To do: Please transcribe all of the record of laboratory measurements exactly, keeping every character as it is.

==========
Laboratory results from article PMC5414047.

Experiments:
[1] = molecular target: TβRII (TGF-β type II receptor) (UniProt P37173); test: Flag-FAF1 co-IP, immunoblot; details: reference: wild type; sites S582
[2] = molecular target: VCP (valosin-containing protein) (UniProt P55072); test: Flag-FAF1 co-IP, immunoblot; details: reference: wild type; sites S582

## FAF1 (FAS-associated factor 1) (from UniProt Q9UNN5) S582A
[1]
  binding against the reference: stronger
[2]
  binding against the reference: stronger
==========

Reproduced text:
Laboratory results from article PMC5414047.

Experiments:
[1] = molecular target: TβRII (TGF-β type II receptor) (UniProt P37173); test: Flag-FAF1 co-IP, immunoblot; details: reference: wild type; sites S582
[2] = molecular target: VCP (valosin-containing protein) (UniProt P55072); test: Flag-FAF1 co-IP, immunoblot; details: reference: wild type; sites S582

## FAF1 (FAS-associated factor 1) (from UniProt Q9UNN5) S582A
[1]
  binding against the reference: stronger
[2]
  binding against the reference: stronger